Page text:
IOWA CITY — University of Iowa Head Football Coach Kirk Ferentz has seen his total pay increase nearly 40 percent in the last five years from $3.95 million in fiscal 2015 to $5.5 million in fiscal 2019.
Matt Campbell, who has been Iowa State University’s head football coach since Nov. 29, 2015, more than doubled his total pay from $1.25 million his first full year to $2.65 million last year.
Meanwhile, the median salary of 60,445 full- and part-time state employees has remained virtually flat.
Most state employees are paid through appropriations, and the Republican-controlled Legislature largely has supported status-quo budgets recently.
The UI and ISU athletic departments, on the other hand, are self supporting, so no taxes or tuition go to coaches’ pay. Even though the coaches are state employees, they aren’t held to the same salary limits.
Danny Homan, president of AFSCME Iowa Council 61, which represents about 19,000 public workers in the state, said state employees’ wages have remained stagnant, in part, because of 2017 legislation that weakened collective bargaining rights for public-sector union employee. “That would be a direct result of the passage of the gutting of the collective bargaining law,” Homan said Wednesday. Under the law, bargained wage increases don’t have to be any larger than the Midwest Consumer Price Index, which is why increases have ranged from 1 to 2 percent recently, he said.
The collective bargaining changes also made it so many nurses often must wait weeks for pay for pulling extra shifts to appear in their paychecks, The Gazette reported in August.
Most workers female
The latest state salary book, published online this week, shows the total state payroll for fiscal 2019 was $3.48 billion and the median salary was $52,441. Median is different from average in that it finds the middle, giving less weight to the highest and lowest outliers. The median state salaries for fiscal 2017 and 2018 were similar — $52,416 and $52,533 respectively.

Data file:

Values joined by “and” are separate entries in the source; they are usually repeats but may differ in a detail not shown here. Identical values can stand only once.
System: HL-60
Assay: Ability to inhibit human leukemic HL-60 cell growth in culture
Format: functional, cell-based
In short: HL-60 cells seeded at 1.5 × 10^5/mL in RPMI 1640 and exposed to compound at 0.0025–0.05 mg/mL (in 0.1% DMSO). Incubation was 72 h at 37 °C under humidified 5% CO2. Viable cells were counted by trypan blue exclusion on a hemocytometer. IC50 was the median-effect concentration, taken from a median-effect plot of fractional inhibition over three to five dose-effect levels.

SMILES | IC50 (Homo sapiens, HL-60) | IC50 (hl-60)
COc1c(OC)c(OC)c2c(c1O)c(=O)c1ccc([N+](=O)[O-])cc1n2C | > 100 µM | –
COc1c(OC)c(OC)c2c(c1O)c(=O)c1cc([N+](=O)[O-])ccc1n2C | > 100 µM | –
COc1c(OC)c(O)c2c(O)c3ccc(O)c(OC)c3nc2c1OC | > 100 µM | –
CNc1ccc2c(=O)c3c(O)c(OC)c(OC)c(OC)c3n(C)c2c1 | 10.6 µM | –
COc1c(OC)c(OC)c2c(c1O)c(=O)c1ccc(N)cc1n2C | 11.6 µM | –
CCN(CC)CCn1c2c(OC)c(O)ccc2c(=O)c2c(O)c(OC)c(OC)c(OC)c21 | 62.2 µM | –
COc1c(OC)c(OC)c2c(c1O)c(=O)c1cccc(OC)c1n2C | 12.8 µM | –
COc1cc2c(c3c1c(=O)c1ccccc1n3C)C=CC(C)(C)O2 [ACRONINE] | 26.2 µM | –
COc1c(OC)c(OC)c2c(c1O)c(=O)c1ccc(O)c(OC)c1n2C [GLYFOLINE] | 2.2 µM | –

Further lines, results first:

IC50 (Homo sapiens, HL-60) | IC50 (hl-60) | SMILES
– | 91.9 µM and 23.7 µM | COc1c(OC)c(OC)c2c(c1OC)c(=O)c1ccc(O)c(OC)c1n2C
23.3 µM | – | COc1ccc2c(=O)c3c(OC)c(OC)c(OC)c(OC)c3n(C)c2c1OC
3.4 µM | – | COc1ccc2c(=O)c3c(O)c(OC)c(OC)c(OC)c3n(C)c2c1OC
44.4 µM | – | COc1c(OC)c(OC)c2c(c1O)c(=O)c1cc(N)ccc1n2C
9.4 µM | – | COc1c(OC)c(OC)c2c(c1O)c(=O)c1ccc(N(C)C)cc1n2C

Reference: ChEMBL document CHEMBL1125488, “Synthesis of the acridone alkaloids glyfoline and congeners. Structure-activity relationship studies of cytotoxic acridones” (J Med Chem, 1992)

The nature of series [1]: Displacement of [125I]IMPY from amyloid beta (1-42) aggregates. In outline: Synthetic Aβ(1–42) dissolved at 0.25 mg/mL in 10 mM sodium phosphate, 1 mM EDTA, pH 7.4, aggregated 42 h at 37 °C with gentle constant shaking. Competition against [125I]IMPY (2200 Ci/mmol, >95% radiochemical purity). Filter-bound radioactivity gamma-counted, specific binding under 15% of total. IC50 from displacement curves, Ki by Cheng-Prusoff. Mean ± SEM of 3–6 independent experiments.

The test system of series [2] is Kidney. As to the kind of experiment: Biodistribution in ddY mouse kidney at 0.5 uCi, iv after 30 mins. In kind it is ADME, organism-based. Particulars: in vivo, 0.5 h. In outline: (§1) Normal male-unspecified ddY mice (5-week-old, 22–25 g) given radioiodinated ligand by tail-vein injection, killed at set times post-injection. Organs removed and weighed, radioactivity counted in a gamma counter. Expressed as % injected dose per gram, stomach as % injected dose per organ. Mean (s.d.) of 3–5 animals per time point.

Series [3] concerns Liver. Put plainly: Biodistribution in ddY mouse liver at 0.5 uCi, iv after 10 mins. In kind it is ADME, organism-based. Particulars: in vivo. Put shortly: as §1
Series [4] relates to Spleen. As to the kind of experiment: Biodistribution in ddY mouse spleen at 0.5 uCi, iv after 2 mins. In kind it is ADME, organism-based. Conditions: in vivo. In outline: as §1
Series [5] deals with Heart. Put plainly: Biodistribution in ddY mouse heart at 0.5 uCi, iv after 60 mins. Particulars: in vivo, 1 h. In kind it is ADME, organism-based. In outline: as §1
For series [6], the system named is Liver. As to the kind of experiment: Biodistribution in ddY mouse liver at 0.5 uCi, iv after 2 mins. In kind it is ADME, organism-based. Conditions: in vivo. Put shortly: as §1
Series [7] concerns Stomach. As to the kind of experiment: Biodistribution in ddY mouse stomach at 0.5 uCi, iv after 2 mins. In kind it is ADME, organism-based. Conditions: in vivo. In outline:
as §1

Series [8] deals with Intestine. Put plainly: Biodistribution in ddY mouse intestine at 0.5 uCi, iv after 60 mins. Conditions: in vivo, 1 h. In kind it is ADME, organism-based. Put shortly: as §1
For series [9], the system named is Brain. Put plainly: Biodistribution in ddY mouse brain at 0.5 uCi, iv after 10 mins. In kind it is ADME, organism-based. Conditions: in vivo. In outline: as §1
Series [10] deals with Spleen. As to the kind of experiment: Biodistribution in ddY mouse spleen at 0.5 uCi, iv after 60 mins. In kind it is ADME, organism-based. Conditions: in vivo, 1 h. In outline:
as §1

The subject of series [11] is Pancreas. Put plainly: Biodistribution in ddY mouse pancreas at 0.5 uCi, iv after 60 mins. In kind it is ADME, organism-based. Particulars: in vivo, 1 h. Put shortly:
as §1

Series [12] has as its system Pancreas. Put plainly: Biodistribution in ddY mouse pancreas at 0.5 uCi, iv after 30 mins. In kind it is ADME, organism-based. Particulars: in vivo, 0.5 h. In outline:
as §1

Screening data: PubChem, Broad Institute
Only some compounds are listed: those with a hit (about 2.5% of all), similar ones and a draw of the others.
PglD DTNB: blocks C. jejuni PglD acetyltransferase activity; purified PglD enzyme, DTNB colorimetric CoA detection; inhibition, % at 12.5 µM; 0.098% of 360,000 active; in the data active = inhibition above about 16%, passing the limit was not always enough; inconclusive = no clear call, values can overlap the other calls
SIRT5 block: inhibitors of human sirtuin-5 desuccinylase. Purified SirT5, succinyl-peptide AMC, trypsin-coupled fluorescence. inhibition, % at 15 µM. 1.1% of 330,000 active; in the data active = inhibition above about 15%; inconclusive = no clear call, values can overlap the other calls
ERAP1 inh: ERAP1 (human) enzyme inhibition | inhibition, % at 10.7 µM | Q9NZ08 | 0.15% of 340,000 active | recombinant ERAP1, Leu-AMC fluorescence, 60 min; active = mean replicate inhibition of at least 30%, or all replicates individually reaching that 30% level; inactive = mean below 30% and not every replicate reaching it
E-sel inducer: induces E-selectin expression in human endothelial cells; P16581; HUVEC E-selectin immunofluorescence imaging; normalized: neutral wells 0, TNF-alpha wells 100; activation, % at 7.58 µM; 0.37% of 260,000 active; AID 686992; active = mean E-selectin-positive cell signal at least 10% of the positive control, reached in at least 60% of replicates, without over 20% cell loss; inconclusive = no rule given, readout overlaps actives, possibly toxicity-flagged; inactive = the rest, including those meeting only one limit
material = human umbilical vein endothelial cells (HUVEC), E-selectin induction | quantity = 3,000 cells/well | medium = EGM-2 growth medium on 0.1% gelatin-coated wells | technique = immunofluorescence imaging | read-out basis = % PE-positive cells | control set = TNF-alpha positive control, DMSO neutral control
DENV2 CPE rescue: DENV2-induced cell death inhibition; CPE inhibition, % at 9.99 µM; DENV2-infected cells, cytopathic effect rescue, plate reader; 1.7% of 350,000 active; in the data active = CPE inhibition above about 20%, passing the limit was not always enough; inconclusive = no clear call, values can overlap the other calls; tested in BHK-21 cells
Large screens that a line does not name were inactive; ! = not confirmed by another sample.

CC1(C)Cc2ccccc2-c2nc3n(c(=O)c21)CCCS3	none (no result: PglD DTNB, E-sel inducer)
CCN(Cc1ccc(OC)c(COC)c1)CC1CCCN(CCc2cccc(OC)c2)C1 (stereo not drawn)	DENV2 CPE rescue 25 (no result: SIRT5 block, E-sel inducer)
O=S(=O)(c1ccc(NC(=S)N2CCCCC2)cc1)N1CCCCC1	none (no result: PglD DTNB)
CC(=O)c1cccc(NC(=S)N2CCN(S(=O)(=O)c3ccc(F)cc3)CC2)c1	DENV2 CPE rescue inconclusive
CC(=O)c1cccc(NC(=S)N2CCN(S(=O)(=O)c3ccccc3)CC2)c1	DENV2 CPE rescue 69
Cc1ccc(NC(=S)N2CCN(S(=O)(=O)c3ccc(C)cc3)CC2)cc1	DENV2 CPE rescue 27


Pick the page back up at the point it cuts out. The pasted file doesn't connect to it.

Iowa government employed more women (33,914) than men (26,528) last year, but men had a higher median salary at $55,700 compared with $50,500 for women. It’s hard to compare equivalent jobs with the state salary book because there are more than 2,800 position types.
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More than 3,000 state employees were paid more than Gov. Kim Reynolds, whose pay is capped by law at $130,000.
The total number of full- and part-time state employees went up from 59,865 in fiscal 2018.
Among the 20 highest paid employees in the state are university coaches and surgeons at the UI Hospitals and Clinics.
In addition to Ferentz, three other Hawkeye football coaches are in the top 20. Phil Parker, defensive coordinator, was paid $845,729; Chris Doyle, strength and conditioning coach, was paid $832,229; and Brian Ferentz, offensive coordinator and Kirk Ferentz’s son, was paid $799,895.
Iowa Women’s Basketball Head Coach Lisa Bluder topped $1 million for the first time with total pay of $1.09 million. She made more than her boss, UI Athletic Director Gary Barta, who was paid $986,745, and more than ISU Head Women’s Basketball Coach Bill Fennelly, who got $750,000 last year.
The highest paid non-athletics employees were orthopedic surgeons Andrew Pugely at $1.38 million and Matthew Bollier at $1.34 million. Many of the doctors and hospital administrators are paid in part with private donations.
Kristine Sink, a former Iowa State Penitentiary correctional officer, ranked 14th in state compensation last year with $852,487 in lost wages. Sink, who worked at the Fort Madison state penitentiary from 2002 to 2016, alleged officials discriminated against her when she complained about inmates being allowed to watch violent and sexually-explicit movies. The State Appeal Board last year approved two settlements with her totaling $3.95 million, with more than half going to Sink’s attorneys.
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